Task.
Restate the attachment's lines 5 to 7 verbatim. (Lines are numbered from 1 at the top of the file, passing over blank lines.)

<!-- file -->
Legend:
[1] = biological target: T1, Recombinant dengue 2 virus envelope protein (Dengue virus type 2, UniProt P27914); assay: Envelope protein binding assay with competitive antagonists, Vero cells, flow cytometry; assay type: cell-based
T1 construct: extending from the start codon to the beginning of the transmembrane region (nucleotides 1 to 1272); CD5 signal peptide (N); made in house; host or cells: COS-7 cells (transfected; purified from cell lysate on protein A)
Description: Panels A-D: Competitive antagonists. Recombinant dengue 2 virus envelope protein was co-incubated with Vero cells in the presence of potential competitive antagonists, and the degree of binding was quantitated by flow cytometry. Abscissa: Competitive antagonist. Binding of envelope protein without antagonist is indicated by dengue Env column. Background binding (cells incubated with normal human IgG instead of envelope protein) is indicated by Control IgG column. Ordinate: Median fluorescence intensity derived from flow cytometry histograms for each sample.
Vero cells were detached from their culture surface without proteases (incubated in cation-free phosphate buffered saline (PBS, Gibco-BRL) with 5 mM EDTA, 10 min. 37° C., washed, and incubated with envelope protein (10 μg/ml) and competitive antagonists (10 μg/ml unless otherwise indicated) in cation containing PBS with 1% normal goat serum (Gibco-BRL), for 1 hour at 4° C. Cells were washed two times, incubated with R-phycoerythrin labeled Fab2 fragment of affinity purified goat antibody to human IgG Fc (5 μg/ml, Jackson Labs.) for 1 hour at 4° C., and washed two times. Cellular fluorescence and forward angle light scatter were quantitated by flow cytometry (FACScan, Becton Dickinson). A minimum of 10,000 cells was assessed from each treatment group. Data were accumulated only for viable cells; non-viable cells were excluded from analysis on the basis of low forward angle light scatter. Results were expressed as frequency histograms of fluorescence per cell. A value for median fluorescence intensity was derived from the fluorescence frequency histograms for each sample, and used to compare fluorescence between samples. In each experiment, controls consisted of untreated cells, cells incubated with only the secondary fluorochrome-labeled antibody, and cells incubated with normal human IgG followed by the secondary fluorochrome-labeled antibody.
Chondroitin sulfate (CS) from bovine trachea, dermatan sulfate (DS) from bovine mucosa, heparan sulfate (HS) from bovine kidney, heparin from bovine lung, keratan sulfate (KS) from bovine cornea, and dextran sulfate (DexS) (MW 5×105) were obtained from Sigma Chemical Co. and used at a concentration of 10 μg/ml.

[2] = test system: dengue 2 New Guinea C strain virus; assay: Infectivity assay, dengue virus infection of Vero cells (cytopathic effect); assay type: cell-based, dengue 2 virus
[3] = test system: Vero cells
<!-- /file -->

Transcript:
Vero cells were detached from their culture surface without proteases (incubated in cation-free phosphate buffered saline (PBS, Gibco-BRL) with 5 mM EDTA, 10 min. 37° C., washed, and incubated with envelope protein (10 μg/ml) and competitive antagonists (10 μg/ml unless otherwise indicated) in cation containing PBS with 1% normal goat serum (Gibco-BRL), for 1 hour at 4° C. Cells were washed two times, incubated with R-phycoerythrin labeled Fab2 fragment of affinity purified goat antibody to human IgG Fc (5 μg/ml, Jackson Labs.) for 1 hour at 4° C., and washed two times. Cellular fluorescence and forward angle light scatter were quantitated by flow cytometry (FACScan, Becton Dickinson). A minimum of 10,000 cells was assessed from each treatment group. Data were accumulated only for viable cells; non-viable cells were excluded from analysis on the basis of low forward angle light scatter. Results were expressed as frequency histograms of fluorescence per cell. A value for median fluorescence intensity was derived from the fluorescence frequency histograms for each sample, and used to compare fluorescence between samples. In each experiment, controls consisted of untreated cells, cells incubated with only the secondary fluorochrome-labeled antibody, and cells incubated with normal human IgG followed by the secondary fluorochrome-labeled antibody.
Chondroitin sulfate (CS) from bovine trachea, dermatan sulfate (DS) from bovine mucosa, heparan sulfate (HS) from bovine kidney, heparin from bovine lung, keratan sulfate (KS) from bovine cornea, and dextran sulfate (DexS) (MW 5×105) were obtained from Sigma Chemical Co. and used at a concentration of 10 μg/ml.

[2] = test system: dengue 2 New Guinea C strain virus; assay: Infectivity assay, dengue virus infection of Vero cells (cytopathic effect); assay type: cell-based, dengue 2 virus